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How To Choose The Correct Fuse For The Tester
- Jan 16, 2018 -

Why does the tester need a fuse?

There are all kinds of testers on the market, from simple voltage pens to very sophisticated digital multimeter (DMM). The measuring instrument for measuring voltage has a high input impedance, which makes it less likely to overflow. So,

The input of voltage measurement generally does not have the function of fuse protection, but the function of overvoltage protection. However, if the same tester is designed to be able to test the current, the fuse is needed.

The current measurement input usually uses a simple shunt circuit, and the measured current will flow through the circuit. The impedance of the shunt circuit is about 0.01 Omega. In addition to the impedance of the test line (about 0.04 omega), the total impedance is less than 0.1 Omega. When the user connects the circuit with other loads to measure the current of the circuit, the impedance is sufficient. However, when the circuit is connected to a voltage source, such as a socket inserted into the living room, the situation is completely different. This is one of the most common mistakes made by people who measure both voltage and current at the same time. After measuring the overcurrent through the test line connected to the current input socket, the user will try to measure the voltage, and forget that the test line is connected to the ampere socket, causing the short circuit of both ends of the voltage source actually. Many years ago, when the analog instrument was the only optional instrument to carry out these measurements, the error could almost destroy the parts of the instrument, such as pins on the top plug, not to mention the internal circuit.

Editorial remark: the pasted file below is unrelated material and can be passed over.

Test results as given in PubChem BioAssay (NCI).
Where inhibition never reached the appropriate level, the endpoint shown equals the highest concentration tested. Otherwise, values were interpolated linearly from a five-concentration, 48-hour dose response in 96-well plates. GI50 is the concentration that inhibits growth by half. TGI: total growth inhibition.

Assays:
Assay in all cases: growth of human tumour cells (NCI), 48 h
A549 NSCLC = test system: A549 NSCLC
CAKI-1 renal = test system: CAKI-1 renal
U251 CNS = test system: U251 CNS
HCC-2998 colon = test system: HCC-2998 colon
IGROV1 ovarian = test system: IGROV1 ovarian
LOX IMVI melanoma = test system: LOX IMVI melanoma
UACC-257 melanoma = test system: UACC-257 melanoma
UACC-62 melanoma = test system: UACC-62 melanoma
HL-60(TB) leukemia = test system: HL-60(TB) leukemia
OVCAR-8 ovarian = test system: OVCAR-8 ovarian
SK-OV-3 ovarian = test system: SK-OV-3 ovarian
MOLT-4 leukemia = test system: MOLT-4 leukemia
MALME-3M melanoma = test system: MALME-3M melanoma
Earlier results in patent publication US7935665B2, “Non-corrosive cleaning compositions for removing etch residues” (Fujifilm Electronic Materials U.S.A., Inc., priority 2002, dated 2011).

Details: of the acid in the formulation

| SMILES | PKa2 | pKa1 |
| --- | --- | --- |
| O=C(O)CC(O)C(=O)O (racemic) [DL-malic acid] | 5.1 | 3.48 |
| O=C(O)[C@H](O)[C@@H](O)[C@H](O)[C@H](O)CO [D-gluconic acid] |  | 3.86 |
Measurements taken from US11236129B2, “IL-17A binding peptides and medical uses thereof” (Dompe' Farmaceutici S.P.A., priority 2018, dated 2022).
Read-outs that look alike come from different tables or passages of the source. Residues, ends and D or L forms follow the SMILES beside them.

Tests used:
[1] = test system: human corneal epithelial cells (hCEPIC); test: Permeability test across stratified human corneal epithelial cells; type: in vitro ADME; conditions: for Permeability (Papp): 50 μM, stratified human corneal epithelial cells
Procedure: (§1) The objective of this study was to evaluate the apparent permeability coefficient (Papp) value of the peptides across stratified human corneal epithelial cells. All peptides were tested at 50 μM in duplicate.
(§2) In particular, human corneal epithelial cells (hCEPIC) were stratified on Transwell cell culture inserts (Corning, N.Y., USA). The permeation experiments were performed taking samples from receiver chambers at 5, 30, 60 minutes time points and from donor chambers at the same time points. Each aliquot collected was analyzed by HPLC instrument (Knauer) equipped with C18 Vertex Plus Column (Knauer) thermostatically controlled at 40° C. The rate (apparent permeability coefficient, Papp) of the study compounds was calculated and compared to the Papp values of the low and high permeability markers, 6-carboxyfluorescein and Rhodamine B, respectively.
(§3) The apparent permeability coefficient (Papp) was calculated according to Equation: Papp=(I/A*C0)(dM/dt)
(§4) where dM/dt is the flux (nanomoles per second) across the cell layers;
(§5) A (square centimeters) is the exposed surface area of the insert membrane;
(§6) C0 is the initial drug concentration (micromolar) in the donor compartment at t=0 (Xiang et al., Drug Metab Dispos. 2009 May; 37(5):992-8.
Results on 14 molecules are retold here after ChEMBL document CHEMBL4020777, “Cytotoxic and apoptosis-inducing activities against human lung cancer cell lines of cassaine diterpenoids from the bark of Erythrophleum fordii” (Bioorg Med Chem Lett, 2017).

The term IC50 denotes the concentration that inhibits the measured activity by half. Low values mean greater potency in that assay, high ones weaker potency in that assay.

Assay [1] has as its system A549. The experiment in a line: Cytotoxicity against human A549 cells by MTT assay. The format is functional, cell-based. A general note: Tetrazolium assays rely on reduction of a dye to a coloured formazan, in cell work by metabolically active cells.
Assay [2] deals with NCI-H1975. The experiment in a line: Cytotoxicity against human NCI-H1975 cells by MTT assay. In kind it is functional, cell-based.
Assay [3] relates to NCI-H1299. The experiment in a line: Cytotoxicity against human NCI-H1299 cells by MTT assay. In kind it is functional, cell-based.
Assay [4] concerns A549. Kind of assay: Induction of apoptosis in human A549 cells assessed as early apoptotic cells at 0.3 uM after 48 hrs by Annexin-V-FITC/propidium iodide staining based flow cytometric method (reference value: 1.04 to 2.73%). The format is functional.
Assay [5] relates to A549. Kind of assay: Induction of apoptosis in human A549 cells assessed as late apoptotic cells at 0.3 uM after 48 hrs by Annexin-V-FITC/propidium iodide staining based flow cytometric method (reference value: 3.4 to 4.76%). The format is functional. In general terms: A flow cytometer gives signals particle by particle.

In order to prevent such things from happening frequently, the instrument manufacturer first connects the instrument test line socket with a fuse, which is a cheap and effective way to prevent such a low grade error.

Today, most manufacturers are still using fuse protection in current measurement circuits when designing their instruments. With the development of technology, the technology of fuse design has also made great progress.  Most instrument users know little about the overall impact of fusing, although the designers are very aware of the overall effects of fusing.

When this kind of low error is made, people may be relieved that there is no damage to the instrument when the voltage is crossed over a current socket. However, it would be depressing to be forced to replace the new fuse before measuring the current again. And more troublesome is that when a number of people share the instrument, someone burns the fuse but puts the instrument aside to make the unsuspected user malfunction.

Use the appropriate fuse

The specially designed "high energy" fuse is used to avoid the energy produced by an electrical short circuit in the fuse hood, thus protecting the user from electric shock and burn.  These high-energy fuse designs are designed to limit the time of supply of energy and the total amount of oxygen available.  The fuse can not only break under the prescribed constant current, but also form a circuit breaker at a moment of high current. The high current is called the "minimum interruption current". For example, the Fluke Corporation uses a fuse with a minimum interrupt current nominal value of 10000A and 17000A in its tester.

If you use the CAT III 1000 V instrument and the test line is connected to the ampere socket, there will be about 0.1 ohm series resistance between the test lines (the shunt circuit is 0.01 ohms, the test line is 0.04 ohms, and the fuse and circuit board leads to 0.05 ohms). Now, if you accidentally connect the test line to a voltage source of 1000V, according to Ohm's law, it will generate 10000A current (E/R=I, 1000/0.1 = 10000), which requires a fuse that can be disconnected under this current and act fast.